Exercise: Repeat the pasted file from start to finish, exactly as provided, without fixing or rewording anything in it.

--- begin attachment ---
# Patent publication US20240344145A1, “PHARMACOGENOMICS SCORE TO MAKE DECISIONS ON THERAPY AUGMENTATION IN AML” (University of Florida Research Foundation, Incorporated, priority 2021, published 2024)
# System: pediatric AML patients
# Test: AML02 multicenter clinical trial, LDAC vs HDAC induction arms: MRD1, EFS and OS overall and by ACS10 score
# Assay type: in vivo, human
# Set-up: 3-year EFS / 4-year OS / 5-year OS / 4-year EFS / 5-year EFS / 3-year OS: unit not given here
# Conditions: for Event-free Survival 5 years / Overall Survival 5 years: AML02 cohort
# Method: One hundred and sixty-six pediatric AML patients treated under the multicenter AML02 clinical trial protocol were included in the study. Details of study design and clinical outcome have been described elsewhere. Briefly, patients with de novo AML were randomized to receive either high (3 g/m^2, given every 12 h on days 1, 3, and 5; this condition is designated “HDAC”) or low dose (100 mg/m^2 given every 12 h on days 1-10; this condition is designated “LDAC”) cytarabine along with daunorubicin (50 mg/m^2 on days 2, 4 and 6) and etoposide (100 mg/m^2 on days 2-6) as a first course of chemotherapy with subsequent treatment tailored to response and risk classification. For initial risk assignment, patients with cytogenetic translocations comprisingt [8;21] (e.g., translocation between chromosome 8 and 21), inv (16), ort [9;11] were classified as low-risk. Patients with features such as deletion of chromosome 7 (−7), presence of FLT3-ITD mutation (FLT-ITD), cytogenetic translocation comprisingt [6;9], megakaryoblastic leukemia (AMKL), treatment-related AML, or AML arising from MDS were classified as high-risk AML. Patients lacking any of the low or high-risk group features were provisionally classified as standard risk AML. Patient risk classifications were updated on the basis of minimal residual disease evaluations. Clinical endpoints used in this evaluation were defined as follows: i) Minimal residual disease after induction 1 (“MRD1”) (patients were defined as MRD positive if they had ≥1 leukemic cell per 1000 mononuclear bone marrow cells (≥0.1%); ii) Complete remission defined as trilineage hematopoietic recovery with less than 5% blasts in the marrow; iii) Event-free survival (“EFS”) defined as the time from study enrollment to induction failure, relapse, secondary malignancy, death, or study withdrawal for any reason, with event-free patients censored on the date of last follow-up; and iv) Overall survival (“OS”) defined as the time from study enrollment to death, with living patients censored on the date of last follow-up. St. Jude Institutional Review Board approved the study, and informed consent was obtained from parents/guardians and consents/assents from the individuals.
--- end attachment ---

# Patent publication US20240344145A1, “PHARMACOGENOMICS SCORE TO MAKE DECISIONS ON THERAPY AUGMENTATION IN AML” (University of Florida Research Foundation, Incorporated, priority 2021, published 2024)
# System: pediatric AML patients
# Test: AML02 multicenter clinical trial, LDAC vs HDAC induction arms: MRD1, EFS and OS overall and by ACS10 score
# Assay type: in vivo, human
# Set-up: 3-year EFS / 4-year OS / 5-year OS / 4-year EFS / 5-year EFS / 3-year OS: unit not given here
# Conditions: for Event-free Survival 5 years / Overall Survival 5 years: AML02 cohort
# Method: One hundred and sixty-six pediatric AML patients treated under the multicenter AML02 clinical trial protocol were included in the study. Details of study design and clinical outcome have been described elsewhere. Briefly, patients with de novo AML were randomized to receive either high (3 g/m^2, given every 12 h on days 1, 3, and 5; this condition is designated “HDAC”) or low dose (100 mg/m^2 given every 12 h on days 1-10; this condition is designated “LDAC”) cytarabine along with daunorubicin (50 mg/m^2 on days 2, 4 and 6) and etoposide (100 mg/m^2 on days 2-6) as a first course of chemotherapy with subsequent treatment tailored to response and risk classification. For initial risk assignment, patients with cytogenetic translocations comprisingt [8;21] (e.g., translocation between chromosome 8 and 21), inv (16), ort [9;11] were classified as low-risk. Patients with features such as deletion of chromosome 7 (−7), presence of FLT3-ITD mutation (FLT-ITD), cytogenetic translocation comprisingt [6;9], megakaryoblastic leukemia (AMKL), treatment-related AML, or AML arising from MDS were classified as high-risk AML. Patients lacking any of the low or high-risk group features were provisionally classified as standard risk AML. Patient risk classifications were updated on the basis of minimal residual disease evaluations. Clinical endpoints used in this evaluation were defined as follows: i) Minimal residual disease after induction 1 (“MRD1”) (patients were defined as MRD positive if they had ≥1 leukemic cell per 1000 mononuclear bone marrow cells (≥0.1%); ii) Complete remission defined as trilineage hematopoietic recovery with less than 5% blasts in the marrow; iii) Event-free survival (“EFS”) defined as the time from study enrollment to induction failure, relapse, secondary malignancy, death, or study withdrawal for any reason, with event-free patients censored on the date of last follow-up; and iv) Overall survival (“OS”) defined as the time from study enrollment to death, with living patients censored on the date of last follow-up. St. Jude Institutional Review Board approved the study, and informed consent was obtained from parents/guardians and consents/assents from the individuals.